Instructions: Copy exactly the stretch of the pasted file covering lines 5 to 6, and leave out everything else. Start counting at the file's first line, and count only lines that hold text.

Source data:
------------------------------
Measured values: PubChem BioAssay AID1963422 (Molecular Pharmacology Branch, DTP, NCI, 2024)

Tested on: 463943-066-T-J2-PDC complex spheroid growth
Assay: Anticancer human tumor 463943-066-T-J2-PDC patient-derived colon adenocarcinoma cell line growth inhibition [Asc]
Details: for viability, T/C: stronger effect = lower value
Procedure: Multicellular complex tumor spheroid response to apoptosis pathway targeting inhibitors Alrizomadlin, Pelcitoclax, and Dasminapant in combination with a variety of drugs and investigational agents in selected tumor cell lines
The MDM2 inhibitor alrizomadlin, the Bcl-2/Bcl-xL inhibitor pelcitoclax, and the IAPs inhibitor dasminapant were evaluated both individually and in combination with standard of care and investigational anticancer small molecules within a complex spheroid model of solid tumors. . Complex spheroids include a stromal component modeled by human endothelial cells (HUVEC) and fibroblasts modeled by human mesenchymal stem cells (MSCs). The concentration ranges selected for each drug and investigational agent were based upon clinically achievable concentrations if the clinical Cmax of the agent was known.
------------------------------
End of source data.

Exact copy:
Procedure: Multicellular complex tumor spheroid response to apoptosis pathway targeting inhibitors Alrizomadlin, Pelcitoclax, and Dasminapant in combination with a variety of drugs and investigational agents in selected tumor cell lines
The MDM2 inhibitor alrizomadlin, the Bcl-2/Bcl-xL inhibitor pelcitoclax, and the IAPs inhibitor dasminapant were evaluated both individually and in combination with standard of care and investigational anticancer small molecules within a complex spheroid model of solid tumors. . Complex spheroids include a stromal component modeled by human endothelial cells (HUVEC) and fibroblasts modeled by human mesenchymal stem cells (MSCs). The concentration ranges selected for each drug and investigational agent were based upon clinically achievable concentrations if the clinical Cmax of the agent was known.